Financial troubles in Salina led Sidney to move to Salt Lake City in the early 1930s where he opened and managed a paint store. The depression was hard on the Ottley’s, but gradually the business prospered and they were soon able to buy a comfortable house in the foothills of the Wasatch Mountains. Sidney served for a time as president of the Sugar House Chamber of Commerce, and ecclesiastically fulfilled callings as bishop and high councilman. An unexpected turn in Sidney and Alice’s lives came in 1951 when Sidney was called to preside over the New Zealand Mission. They arrived on 24 October 1951 and Sidney became reacquainted with many locals he had known during his first mission to New Zealand, and noted: “We were very well received wherever we went and the love and respect shown us, gave us strength and confidence.”4 As president he oversaw a rapidly growing church, and was influential in organizing branches, developing leadership among the native saints, and constructing chapels and educational institutions. In 1955 they were released from their mission and returned home to Utah.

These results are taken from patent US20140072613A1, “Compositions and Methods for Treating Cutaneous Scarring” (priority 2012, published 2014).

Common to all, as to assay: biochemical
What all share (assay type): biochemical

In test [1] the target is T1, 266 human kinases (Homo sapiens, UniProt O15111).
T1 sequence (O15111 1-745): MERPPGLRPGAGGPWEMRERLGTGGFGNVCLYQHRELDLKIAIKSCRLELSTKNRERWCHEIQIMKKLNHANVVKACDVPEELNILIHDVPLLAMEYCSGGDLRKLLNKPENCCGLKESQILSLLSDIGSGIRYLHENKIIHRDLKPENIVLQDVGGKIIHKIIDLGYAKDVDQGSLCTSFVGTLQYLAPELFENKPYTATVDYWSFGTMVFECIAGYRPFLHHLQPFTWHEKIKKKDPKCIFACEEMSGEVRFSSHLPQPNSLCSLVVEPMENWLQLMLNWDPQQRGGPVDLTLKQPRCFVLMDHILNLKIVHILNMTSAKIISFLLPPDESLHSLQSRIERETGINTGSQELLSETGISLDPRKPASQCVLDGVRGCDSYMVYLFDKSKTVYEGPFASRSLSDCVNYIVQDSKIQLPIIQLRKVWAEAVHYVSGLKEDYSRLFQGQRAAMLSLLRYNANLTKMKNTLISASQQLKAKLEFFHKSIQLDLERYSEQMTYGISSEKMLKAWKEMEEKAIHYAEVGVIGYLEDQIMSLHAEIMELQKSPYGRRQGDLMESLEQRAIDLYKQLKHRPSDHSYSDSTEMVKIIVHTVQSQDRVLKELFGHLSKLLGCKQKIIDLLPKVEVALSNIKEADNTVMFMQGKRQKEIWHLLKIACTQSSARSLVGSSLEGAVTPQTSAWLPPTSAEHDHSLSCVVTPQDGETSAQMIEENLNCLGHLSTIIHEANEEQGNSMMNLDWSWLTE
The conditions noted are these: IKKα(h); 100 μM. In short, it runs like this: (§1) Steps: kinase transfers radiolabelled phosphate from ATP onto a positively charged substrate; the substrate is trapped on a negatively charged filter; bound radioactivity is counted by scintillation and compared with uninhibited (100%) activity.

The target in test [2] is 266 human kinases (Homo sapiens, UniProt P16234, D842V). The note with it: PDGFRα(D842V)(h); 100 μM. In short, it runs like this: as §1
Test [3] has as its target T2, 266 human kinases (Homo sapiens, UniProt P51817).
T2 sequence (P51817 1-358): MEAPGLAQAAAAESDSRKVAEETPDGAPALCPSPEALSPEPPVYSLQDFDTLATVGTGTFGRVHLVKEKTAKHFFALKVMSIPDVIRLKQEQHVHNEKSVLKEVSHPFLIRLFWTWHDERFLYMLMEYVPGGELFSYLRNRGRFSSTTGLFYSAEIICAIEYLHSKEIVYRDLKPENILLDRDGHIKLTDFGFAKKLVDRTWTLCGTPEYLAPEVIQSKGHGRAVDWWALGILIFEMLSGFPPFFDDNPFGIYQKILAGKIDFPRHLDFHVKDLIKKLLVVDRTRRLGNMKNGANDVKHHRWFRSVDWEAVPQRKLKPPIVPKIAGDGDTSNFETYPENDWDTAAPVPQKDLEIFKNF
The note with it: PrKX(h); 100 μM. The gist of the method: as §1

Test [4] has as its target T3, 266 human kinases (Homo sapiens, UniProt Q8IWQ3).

The Ottley’s served a final mission from 1964 to 1966, this time to London, England, where they officiated in the temple. After this Sidney and Alice spent most of their time managing the paint business and spending time with their children and grandchildren. Sidney James Ottley died on 12 July 1982 in Salt Lake City.


1 Sidney James Ottley, “Scrapbook, 1912–1978,” p. 320. MSS 1746, L. Tom Perry Special Collections, Harold B. Lee Library, Brigham Young University.